RITCHIE, THOMAS, lawyer, politician, judge, office holder, and militia officer; b. 21 Sept. 1777 in Annapolis Royal, N.S., son of John Ritchie* and Alicia Maria Le Cain (Le Quesne); m. first 30 June 1807 Elizabeth Wildman Johnston (d. 1819), daughter of Elizabeth Lichtenstein* (Johnston), and they had five sons, including John William*, and two daughters; m. secondly 20 May 1823 Elizabeth Best (d. 1825); m. thirdly 21 Sept. 1831 Anne Bond, daughter of Joseph Norman Bond*, and they had one son and one daughter; d. 13 Nov. 1852 in Annapolis Royal.
Little is known of Thomas Ritchie’s early life. He studied law in Annapolis Royal under Thomas Henry Barclay* and, when Barclay became British consul general in New York in 1799, Ritchie inherited his lucrative practice. In 1815 alone he was involved directly in more than three-quarters of the 600 cases which went to law in Annapolis County. His ward, James William Johnston*, received his legal training in Ritchie’s law office.
In 1806 Ritchie was elected by acclamation to the House of Assembly as member for Annapolis County. In subsequent elections until his resignation in 1824 he never faced an opponent, each time being re-elected “without a dissenting voice.” A bill he proposed in 1808 to regulate black servitude by compensating from the public treasury slave owners who would release their slaves was of questionable wisdom and never became law. Though he had ambition to be chosen speaker, he never attained that position. Despite these early set-backs he was an active member of the assembly and, according to Beamish Murdoch*, Ritchie joined Simon Bradstreet Robie, William Hersey Otis Haliburton*, and Samuel George William Archibald* in guiding the major deliberations during the 1820s. On 30 July 1812 he presented the bill which created the first revenue-producing treasury notes in Nova Scotia; these notes became the bulwark of the colony’s budget during the War of 1812. Seven years later he guided through the assembly a loan act for farmers in Annapolis and Kings counties. In 1819 he was also chairman of the assembly committee which prepared a report on the 1818 convention between Great Britain and the United States. The convention had readmitted Americans to the Nova Scotia fisheries and as a result met with vigorous opposition and criticism in the committee’s report, which has been described by historian Daniel Cobb Harvey* as one of the important steps in the constitutional evolution of the British colonies. Ritchie later served as chairman of the committee which consolidated the revenue acts and in 1821 he was instrumental in bringing about long-needed changes in the militia act. The next year he chaired the committee on fisheries, agriculture, and commerce. This appointment by his fellow assemblymen was obviously in recognition of the expertise he had developed through his work on the 1818 convention and his successful efforts in creating a loan scheme for Annapolis valley farmers.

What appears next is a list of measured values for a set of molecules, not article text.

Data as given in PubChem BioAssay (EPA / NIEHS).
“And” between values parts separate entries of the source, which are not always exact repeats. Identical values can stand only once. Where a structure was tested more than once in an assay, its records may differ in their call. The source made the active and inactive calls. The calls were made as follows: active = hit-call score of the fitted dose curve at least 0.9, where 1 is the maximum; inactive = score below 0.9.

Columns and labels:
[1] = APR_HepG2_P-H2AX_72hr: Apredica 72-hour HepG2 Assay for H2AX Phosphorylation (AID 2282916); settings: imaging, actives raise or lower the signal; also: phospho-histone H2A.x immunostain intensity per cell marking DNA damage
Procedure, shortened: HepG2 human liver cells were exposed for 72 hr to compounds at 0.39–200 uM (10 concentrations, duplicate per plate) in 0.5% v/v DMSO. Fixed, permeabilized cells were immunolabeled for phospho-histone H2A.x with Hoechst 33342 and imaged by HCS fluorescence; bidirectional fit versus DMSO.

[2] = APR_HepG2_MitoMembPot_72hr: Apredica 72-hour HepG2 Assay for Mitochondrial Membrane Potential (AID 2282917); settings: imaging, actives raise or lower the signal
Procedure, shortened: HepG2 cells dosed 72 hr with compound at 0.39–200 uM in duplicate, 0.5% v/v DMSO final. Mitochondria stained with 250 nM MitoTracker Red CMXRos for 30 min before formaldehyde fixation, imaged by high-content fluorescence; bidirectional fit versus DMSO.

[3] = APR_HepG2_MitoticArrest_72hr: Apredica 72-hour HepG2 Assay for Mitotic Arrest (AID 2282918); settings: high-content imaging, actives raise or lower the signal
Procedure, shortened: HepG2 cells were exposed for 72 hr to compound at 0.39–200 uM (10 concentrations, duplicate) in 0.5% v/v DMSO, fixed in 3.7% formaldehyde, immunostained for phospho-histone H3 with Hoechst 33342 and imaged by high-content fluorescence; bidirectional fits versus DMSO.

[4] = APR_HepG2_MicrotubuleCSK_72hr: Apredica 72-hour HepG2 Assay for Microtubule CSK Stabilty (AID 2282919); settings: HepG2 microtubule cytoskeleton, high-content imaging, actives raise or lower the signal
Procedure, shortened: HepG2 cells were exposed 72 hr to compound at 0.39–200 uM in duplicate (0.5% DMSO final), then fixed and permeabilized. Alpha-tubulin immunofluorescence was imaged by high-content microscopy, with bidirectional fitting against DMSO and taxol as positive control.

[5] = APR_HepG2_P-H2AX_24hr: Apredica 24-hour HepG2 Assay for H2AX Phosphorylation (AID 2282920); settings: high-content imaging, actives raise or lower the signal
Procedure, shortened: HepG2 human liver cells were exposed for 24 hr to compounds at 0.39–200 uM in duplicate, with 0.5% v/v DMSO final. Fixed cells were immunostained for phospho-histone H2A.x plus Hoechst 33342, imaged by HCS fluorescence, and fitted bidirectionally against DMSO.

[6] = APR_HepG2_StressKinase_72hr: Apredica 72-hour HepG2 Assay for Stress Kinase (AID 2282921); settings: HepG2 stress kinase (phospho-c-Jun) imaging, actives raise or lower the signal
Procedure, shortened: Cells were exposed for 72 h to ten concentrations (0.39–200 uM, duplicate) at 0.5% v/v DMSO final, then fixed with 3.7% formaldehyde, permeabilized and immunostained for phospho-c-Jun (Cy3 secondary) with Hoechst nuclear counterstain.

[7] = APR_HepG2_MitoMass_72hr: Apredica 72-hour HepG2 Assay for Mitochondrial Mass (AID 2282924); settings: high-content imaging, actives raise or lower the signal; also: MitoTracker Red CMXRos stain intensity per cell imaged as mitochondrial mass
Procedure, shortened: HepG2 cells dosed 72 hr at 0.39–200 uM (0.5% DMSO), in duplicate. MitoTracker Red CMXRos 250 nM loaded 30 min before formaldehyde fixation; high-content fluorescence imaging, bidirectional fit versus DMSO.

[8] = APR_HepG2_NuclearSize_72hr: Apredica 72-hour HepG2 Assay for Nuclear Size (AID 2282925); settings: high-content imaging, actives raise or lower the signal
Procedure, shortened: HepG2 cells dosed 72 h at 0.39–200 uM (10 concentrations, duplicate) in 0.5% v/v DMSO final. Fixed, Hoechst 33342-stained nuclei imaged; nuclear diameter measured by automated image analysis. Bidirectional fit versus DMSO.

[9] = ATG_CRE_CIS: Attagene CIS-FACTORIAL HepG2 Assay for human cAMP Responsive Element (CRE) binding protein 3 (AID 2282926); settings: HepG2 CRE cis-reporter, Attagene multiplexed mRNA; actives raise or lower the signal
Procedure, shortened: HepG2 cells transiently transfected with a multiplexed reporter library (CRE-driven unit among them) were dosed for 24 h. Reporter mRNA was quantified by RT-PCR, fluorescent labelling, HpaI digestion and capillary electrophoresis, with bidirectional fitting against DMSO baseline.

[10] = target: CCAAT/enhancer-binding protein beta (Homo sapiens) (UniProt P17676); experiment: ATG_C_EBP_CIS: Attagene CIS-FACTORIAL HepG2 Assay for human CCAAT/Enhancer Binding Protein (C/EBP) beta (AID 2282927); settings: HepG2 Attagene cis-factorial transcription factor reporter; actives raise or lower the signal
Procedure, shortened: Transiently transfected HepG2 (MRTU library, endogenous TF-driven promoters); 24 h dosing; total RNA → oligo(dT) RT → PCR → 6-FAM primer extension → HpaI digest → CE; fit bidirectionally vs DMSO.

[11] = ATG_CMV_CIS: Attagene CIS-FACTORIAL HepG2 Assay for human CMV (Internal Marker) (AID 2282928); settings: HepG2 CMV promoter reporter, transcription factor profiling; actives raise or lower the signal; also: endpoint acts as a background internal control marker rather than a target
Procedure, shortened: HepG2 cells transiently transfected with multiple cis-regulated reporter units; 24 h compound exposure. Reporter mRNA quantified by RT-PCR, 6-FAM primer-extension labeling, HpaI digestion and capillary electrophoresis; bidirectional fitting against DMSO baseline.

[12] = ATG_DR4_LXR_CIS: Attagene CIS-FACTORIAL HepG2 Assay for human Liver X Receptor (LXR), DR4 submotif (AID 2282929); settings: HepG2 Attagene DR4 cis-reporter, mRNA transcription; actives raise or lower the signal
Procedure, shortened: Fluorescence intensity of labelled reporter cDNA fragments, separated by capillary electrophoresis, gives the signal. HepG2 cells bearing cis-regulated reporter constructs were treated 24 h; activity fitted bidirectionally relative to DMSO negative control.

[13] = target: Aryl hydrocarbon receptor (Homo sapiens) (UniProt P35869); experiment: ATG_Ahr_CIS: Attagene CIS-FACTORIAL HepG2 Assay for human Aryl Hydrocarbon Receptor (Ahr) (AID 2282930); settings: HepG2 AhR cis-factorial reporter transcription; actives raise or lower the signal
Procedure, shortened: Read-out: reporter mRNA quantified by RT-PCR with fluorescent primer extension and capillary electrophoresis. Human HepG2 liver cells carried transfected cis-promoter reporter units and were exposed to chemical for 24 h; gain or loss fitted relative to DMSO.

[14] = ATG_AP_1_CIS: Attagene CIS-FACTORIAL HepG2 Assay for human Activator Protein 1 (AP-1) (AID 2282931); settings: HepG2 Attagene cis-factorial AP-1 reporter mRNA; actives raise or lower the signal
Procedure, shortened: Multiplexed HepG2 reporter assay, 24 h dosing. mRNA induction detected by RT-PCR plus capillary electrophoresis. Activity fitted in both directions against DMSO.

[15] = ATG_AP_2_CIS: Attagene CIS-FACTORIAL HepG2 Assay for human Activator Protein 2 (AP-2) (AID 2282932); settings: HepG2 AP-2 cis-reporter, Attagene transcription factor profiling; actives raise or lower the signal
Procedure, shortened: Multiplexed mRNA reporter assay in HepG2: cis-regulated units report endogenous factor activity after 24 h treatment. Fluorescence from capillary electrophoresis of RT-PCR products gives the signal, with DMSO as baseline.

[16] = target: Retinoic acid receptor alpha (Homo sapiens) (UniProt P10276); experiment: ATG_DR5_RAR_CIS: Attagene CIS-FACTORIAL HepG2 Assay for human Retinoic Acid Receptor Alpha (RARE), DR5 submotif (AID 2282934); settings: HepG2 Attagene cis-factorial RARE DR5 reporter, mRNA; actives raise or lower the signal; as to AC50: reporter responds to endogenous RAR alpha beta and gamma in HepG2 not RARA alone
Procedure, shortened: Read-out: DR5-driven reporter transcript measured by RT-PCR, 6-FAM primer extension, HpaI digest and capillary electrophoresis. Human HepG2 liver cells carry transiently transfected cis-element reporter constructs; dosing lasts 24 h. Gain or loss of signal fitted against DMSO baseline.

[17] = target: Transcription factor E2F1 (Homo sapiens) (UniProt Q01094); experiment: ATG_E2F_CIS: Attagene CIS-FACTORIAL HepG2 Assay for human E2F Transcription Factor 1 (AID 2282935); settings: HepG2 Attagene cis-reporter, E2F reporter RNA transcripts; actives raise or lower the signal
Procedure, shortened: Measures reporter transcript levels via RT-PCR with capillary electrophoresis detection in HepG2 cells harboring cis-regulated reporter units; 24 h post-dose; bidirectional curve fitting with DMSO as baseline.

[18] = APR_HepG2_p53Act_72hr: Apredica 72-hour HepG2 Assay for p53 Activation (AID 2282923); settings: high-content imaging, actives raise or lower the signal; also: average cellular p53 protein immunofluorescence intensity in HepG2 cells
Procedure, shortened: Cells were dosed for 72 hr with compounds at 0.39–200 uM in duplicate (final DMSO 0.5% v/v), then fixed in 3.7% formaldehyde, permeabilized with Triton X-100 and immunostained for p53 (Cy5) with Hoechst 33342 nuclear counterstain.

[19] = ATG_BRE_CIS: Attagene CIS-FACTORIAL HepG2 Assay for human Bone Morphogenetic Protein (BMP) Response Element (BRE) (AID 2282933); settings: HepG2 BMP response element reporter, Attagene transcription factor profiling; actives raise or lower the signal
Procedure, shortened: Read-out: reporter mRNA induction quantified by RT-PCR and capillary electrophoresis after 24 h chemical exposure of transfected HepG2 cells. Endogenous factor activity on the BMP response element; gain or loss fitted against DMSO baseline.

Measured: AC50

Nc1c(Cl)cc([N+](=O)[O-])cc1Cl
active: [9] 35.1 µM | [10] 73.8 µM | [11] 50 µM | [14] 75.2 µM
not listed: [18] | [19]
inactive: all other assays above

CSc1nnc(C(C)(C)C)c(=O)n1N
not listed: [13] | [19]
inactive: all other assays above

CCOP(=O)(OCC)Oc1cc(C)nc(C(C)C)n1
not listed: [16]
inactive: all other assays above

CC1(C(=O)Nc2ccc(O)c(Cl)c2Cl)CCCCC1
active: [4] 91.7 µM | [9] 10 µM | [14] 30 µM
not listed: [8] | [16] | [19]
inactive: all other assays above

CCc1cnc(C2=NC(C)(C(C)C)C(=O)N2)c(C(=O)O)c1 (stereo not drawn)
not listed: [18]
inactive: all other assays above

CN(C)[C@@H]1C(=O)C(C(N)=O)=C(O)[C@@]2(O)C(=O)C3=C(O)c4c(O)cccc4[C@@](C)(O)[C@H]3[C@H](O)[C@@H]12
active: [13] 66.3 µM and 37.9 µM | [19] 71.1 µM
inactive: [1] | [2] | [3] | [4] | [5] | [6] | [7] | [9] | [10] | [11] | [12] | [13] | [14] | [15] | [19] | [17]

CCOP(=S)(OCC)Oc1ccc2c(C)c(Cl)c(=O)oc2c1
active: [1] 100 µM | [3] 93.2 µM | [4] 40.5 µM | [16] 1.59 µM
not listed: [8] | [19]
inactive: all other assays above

On 10 March 1824 he became first justice of the Inferior Court of Common Pleas for the western division, one of three such positions created by the assembly and described by Nathaniel Whitworth White as an “easy chair.” The bill creating these positions had met vocal and sustained public opposition and passed by a single vote. Three of the assemblymen who supported the bill, Jared Ingersoll Chipman, W. H. O. Haliburton, and Ritchie, received the appointments. Ritchie held this post until the court was abolished in 1841 at which time he received lucrative compensation in the form of a £240 pension which by 1851 had increased to £300. In 1830 he had lobbied to be appointed attorney general but the vacancy went to S. G. W. Archibald. On 2 March 1831 Ritchie was named president of the Court of General Sessions for the western district of Nova Scotia. He performed with diligence and competence in these positions and submitted regular comprehensive reports to the lieutenant governor detailing the state of affairs in western Nova Scotia.
Ritchie had erected a mansion called the Grange in Annapolis Royal about 1810. The property befitted the stature, wealth, and landholdings of one of the old capital’s most prominent citizens. It was a three-storey, eleven-bedroom edifice directly across from a three-tiered garden. Tragedy, however, entered these pleasant surroundings. Ritchie’s first wife died in a bedroom fire just a few days after giving birth to a son and his second wife was thrown from a horse and killed.
Throughout his life Ritchie was a power in the community. He served in such positions as trustee of the local grammar school and Annapolis Academy; president of the board of health; lieutenant-colonel in the local militia; custos rotulorum; and vestryman, clerk, and treasurer of St Luke’s Church (Anglican). A local saying opined, “Annapolis belongs to the Devil, the Church, and Judge Ritchie.” He was of untiring industry, possessed keen powers of analysis, and was known for his sound ideas and logic. The “old judge” and his descendants played a distinguished role in the political, judicial, and diplomatic life of Nova Scotia and Canada.
PANS, RG 1, 236, no.90; RG 5, U, 4, 1808, “An Act for regulating Negro servitude within and throughout the province.” Elizabeth Lichtenstein Johnston, Recollections of a Georgia loyalist, written in 1836, ed. A. W. H. Eaton (New York and London, 1901). W. A. Calnek, History of the county of Annapolis, including old Port Royal and Acadia . . . , ed. A. W. Savary (Toronto, 1897; repr. Belleville, Ont., 1972). B. [C. U.] Cuthbertson, The old attorney general: a biography of Richard John Uniacke (Halifax, ). C. I. Perkins, The romance of old Annapolis Royal, Nova Scotia . . . (n.p., 1934). M. C. Ritchie, “The beginnings of a Canadian family,” N.S. Hist. Soc., Coll., 24 (1938): 135–54. C. St C. Stayner, “John William Ritchie, one of the fathers of confederation,” N.S. Hist. Soc., Coll., 36 (1968): 183–277.